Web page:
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Acting on the Edge

Opera Institute’s Fringe Festival runs through November 4

Click above to see images from the opera Hostage, about a woman fighting for the release of her diplomat husband, being held hostage by terrorists. Photos by Kalman Zabarsky

 

Sharon Daniels, director of the BU Opera Institute, decided to shake things up a bit at this year’s Fall Fringe Festival.

“We felt a little boxed in by themes,” says Daniels, a College of Fine Arts associate professor, who founded the festival 11 years ago. “We have these unusual opportunities to do pieces unrelated to each other. We have more freedom this year.”

Daniels modeled the BU festival after “fringe” events held just outside the gates of Scotland’s Edinburgh Festival. The festival’s small-scale productions give CFA students more opportunities to perform and audiences the chance to see newer or rarely performed pieces.

“We pick pieces that are challenging and evocative, that are not conventional,” says Jim Petosa, director of the school of theatre. “We want to give the audience a way to explore performances they wouldn’t get a chance to see often.”

As soon as classes began in September, students and faculty of the CFA school of music’s Opera Institute and school of theatre started working on the productions.

The Fall Fringe Festival runs through November 4 with the final performances of the one-act operas The Man Who Mistook His Wife for a Hat and Hostage, by Samuel Headrick, a CFA assistant professor in the school of music. The culmination of the festival is this weekend’s Art Song as Theatre, the Opera Institute’s student recitals featuring visual art, dance, and instrumental musicians. Among the selections for Art Songs this year will be music by Maurice Ravel and Headrick.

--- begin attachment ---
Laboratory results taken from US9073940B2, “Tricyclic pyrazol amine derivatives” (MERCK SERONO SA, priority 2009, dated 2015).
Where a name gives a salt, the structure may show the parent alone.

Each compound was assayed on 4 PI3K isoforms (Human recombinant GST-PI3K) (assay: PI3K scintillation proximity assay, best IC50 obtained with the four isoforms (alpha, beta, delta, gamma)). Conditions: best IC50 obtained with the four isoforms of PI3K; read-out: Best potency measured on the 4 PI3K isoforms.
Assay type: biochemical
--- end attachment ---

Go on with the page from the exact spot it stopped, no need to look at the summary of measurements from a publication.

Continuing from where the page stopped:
The Man Who Mistook His Wife for a Hat is a psychological opera about a man with visual agnosia — he sees the world in the abstract, Petosa says. Taken from an essay by Oliver Sacks and with music by Michael Nyman, the opera is seen from the doctor’s point of view.

“The classical thinking is that this particular brain lesion robs the patient’s ability to see the world normally,” says Petosa, the stage director for the piece. “It’s like looking at the world and seeing a Picasso cubist painting. It’s quite unique, getting a sense of how the character views the world.”

A movement-enhanced concert of Ravel’s L’enfant et les Sortilèges, featuring the BU Symphony Orchestra and singers from the Opera Institute and the school of music Opera Programs, was a long-awaited part of this year’s festival. Sung in French, it tells the story of a misbehaving child reprimanded by the toys and animals he has tortured.

“We’ve been wanting to do the opera for years,” says Daniels, who directed the piece. “We never had the timing right, with the appropriate singers and orchestra. The opportunity came this year, and we felt it was valuable to do — it’s a feast of beauty.”

The 11th annual Boston University Fall Fringe Festival, presented by the school of music’s Opera Institute and the school of theatre, runs through November 4. Click here for information about Hostage and The Man Who Mistook His Wife for a Hat. Art Song as Theatre is Saturday, November 3, and Sunday, November 4, at 2 p.m., at the Boston University Theatre, Lane-Comley Studio 210, 264 Huntington Avenue, Boston. Free tickets are available at the BU Theatre box office on the day of the performance for Art Song as Theatre. Purchase tickets online, by phone at 617-933-8600, or in person at the BU Theatre box office.

Kimberly Cornuelle can be reached at kcornuel@bu.edu.